“The Indian government has taken various measures that violate free expression and privacy rights in response to growing international criticism of its handling of the farmers’ protests,” Access Now, ARTICLE 19, the Association for Progressive Communications, the Committee to Protect Journalists, Derechos Digitales, the Electronic Frontier Foundation, Human Rights Watch, Mnemonic, Reporters Without Borders, and WITNESS said today.
On February 14, 2021, the Indian authorities arrested Disha Ravi, 21, a Bengaluru-based activist who volunteers for Fridays for Future, a movement started by the Swedish climate change activist Greta Thunberg, on charges including sedition and criminal conspiracy, and issued arrest warrants against Nikita Jacob, a lawyer, and Shantanu Muluk, an activist, who were granted pre-arrest bail.
The authorities alleged Ravi was the “key conspirator” in editing and sharing an online toolkit shared by Thunberg on social media, including Twitter, aimed at providing information to those seeking to peacefully support ongoing farmers’ protests. In granting bail to Ravi, the Delhi court said the evidence on record was “scanty and sketchy,” and that citizens cannot be jailed simply because they disagreed with government policies. It added: “The offense of sedition cannot be invoked to minister to the wounded vanity of governments.”
The government’s efforts were the latest to silence criticism and censor information related to protests and democratic opposition, including shutting down the internet at protest sites, preventing journalists from entering protest sites, filing baseless criminal charges against journalists reporting on protests, and using a draconian law to press social media companies to block critical content.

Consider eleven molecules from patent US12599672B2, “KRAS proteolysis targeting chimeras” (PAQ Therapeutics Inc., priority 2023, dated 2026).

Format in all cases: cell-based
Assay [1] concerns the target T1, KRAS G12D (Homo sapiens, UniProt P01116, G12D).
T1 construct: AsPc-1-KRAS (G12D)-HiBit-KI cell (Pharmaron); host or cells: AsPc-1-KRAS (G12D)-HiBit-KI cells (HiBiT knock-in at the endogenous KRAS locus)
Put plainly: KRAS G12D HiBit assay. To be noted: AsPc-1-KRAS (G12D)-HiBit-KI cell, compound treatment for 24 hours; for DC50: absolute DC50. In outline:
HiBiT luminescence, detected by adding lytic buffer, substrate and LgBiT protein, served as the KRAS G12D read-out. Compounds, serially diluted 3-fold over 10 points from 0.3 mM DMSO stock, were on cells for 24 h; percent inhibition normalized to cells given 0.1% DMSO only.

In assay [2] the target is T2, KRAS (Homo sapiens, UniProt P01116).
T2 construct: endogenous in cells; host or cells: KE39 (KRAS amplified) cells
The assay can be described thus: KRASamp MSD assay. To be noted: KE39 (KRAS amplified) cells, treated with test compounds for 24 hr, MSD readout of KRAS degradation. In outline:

Delhi police said they had written to Google and other technology companies in February, seeking user information and activity logs associated with creating and sharing the toolkit. The police said they are also seeking information from the video conferencing application Zoom about those who attended a meeting about preparing the toolkit, and from WhatsApp about a group created to support farmers’ protests. Revealing protected information of a user exercising their rights to free expression and peaceful assembly would be inconsistent with companies’ responsibilities under the United Nations Guiding Principles on Business and Human Rights, the groups said.
On February 25, the Indian government announced new regulations under the Information Technology Act targeting internet intermediaries, including social media services, digital news services and curated video streaming sites. The government says the rules are aimed at curbing misuse of social media including for the spread of “fake news”. The rules allow greater governmental control over online content, threatens to weaken encryption, and would seriously undermine rights to privacy and freedom of expression online. The government should suspend the new rules, the groups said.
The Indian authorities should drop charges against Ravi and others accused for their alleged involvement in the document shared on social media, stop targeting activists involved in peaceful online expression, and cease seeking to censor social media and restricting internet access, the groups said.
Since November 2020, hundreds of thousands of farmers have been protesting on the outskirts of Delhi after the Bharatiya Janata Party (BJP)-led government enacted three laws that it said would reform the agriculture sector. Farmers say these laws will harm their livelihoods.
On January 26, violent clashes occurred between police and farmers who broke through police barricades to enter Delhi. The authorities then alleged an “international conspiracy” to defame India, filed cases against protest organisers and activists, and ordered Twitter to block nearly 1,200 accounts, including those of journalists and news organisations.